It is difficult to pinpoint exactly when the British left died. It was certainly thrashing about in its death throes by the time Peter Mandelson and Tony Blair were forming their Tory tribute act, otherwise known as New Labour. Margaret Thatcher famously remarked that New Labour was her greatest achievement: ‘We forced our opponents to change their minds.’ In an ideal world she would have cackled with hysterical glee as she said it.
That Labour has lost its way is now undeniable. Last week’s vote in parliament saw 52 Labour MPs rebel against Jeremy Corbyn’s three-line whip. Forty-seven had already voted against the triggering of Article 50. Given that the passing of Theresa May’s bill was an inevitability, it would be myopic not to interpret this as anything other than a renewed assault on the Labour leadership. True to form, Corbyn won’t be sacking any of the rebels, merely issuing a few written warnings, which is the equivalent of sending them to bed without supper when there’s a stash of Haribo in the ottoman.
But the damage to Corbyn is secondary to how this vote will be perceived by many Labour supporters. Of course the 65 per cent of them who were Remainers should be taken into account. A parliamentary debate about the terms of Brexit is no bad thing. But with two thirds of Labour constituencies voting Leave, it is electoral suicide for such a high proportion of MPs to openly defy the referendum mandate. If I were asked to devise a scheme that would drive as many Labour voters as possible into the arms of UKIP, this would be the first step.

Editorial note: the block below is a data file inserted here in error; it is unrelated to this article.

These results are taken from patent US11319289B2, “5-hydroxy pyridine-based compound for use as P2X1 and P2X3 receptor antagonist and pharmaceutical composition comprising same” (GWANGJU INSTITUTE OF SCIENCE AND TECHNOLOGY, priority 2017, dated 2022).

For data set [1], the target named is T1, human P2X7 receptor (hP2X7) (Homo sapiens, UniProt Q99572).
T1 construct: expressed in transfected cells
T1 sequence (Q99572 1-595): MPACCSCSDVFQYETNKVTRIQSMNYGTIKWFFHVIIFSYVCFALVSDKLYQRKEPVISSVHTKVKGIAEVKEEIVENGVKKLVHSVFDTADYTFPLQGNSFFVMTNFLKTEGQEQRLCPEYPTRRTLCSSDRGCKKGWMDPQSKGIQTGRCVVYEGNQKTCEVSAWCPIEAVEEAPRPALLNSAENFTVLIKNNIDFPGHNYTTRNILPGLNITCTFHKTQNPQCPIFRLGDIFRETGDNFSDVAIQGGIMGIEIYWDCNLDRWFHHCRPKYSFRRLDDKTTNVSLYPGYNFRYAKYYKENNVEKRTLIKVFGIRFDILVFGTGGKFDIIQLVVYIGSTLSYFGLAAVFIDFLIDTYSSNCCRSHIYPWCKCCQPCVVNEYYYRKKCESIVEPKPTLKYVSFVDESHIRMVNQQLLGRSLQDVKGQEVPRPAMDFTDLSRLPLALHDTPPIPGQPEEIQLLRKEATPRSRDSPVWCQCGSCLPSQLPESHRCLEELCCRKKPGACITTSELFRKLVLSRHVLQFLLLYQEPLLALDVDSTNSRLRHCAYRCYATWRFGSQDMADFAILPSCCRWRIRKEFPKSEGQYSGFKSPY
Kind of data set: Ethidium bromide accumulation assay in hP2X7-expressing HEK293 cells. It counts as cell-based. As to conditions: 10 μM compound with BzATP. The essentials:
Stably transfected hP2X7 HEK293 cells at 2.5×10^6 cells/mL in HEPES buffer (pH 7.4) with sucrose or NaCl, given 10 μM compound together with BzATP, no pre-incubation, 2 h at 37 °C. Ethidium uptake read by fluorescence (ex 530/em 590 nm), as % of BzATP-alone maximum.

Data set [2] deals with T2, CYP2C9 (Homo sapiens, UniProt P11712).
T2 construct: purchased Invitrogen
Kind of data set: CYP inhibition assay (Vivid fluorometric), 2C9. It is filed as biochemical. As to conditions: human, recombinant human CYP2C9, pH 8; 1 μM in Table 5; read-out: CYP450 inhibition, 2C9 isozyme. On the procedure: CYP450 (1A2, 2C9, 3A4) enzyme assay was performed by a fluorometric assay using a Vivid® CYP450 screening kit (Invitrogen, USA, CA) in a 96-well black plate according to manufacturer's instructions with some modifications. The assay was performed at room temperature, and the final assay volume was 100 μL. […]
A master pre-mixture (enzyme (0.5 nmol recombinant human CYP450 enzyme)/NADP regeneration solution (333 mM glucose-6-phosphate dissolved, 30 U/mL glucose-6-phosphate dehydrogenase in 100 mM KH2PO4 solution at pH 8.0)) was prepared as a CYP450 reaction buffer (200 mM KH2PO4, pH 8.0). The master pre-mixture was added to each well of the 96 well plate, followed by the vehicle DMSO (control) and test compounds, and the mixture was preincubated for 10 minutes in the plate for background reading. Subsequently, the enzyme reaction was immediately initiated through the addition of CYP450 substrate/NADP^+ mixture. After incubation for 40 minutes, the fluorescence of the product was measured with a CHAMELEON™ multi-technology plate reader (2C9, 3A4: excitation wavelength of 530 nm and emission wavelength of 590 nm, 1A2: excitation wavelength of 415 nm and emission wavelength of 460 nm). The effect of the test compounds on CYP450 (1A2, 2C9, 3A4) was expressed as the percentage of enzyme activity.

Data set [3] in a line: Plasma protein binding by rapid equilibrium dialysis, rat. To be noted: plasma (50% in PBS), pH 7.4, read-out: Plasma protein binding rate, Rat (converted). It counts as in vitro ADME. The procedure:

Whatever you may think of the referendum result, this kind of disdain for the electorate is, if nothing else, strategically reckless. It seems obvious to me that if Labour is to survive, it must reconnect with its traditional working-class base. Corbyn may not be the right man to do it, but at some point the Blairites are going to have to abandon their absurd fantasy that resurrecting New Labour will guarantee success in the polls. Another Labour defeat in the two upcoming by-elections would doubtless be put down to Corbyn’s ‘unelectability’. But surely the blame should fall on those rebel MPs who seem happier to undermine their own leader rather than foster any real opposition to Theresa May and her brood of sinister opportunists.
There has been much to enjoy in the apoplectic panic of the Blairites since Corbyn became leader. For them, the very idea of a socialist at the helm of a supposedly socialist party is the stuff of nightmares. Even if Corbyn doesn’t last for much longer, his leadership has exposed Labour for what it is: two parties masquerading as one. On one side of the fault line we have the old-school democratic socialists, and on the other those small-‘c’ conservatives who still cling to the memory of Tony Blair like suckling wolf cubs to a desiccated old teat.